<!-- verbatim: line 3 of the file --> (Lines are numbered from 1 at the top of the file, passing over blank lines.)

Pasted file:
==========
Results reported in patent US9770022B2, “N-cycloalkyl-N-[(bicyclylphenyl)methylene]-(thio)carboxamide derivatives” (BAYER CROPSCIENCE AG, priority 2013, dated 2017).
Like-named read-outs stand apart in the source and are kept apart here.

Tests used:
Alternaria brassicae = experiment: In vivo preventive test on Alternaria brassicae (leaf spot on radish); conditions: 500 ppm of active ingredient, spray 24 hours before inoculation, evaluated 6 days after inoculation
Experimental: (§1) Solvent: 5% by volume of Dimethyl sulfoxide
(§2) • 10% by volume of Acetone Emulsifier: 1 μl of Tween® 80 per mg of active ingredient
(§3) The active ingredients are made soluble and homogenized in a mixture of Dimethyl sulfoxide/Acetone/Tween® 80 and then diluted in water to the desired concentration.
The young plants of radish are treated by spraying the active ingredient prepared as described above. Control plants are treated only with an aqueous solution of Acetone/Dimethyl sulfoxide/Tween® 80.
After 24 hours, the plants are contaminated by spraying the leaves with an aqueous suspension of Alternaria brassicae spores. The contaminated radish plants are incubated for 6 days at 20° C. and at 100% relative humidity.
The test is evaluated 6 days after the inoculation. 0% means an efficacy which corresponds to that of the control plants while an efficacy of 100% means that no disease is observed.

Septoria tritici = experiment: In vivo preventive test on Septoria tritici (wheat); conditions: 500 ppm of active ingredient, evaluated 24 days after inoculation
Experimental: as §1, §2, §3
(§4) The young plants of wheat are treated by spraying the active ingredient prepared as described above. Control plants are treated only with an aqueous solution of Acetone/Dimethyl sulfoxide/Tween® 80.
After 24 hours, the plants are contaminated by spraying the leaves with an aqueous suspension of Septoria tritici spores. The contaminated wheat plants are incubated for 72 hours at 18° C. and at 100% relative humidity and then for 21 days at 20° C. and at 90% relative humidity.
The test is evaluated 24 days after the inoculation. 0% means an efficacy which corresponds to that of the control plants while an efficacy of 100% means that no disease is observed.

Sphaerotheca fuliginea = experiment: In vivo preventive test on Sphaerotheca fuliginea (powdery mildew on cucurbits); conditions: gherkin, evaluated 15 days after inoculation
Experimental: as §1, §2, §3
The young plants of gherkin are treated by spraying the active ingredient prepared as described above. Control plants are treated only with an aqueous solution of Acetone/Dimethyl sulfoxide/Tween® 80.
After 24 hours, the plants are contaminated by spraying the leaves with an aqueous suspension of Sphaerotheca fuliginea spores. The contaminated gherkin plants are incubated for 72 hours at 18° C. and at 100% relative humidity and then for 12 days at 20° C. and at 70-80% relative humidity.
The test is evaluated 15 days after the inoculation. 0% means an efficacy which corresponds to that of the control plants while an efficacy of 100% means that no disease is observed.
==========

Tests used: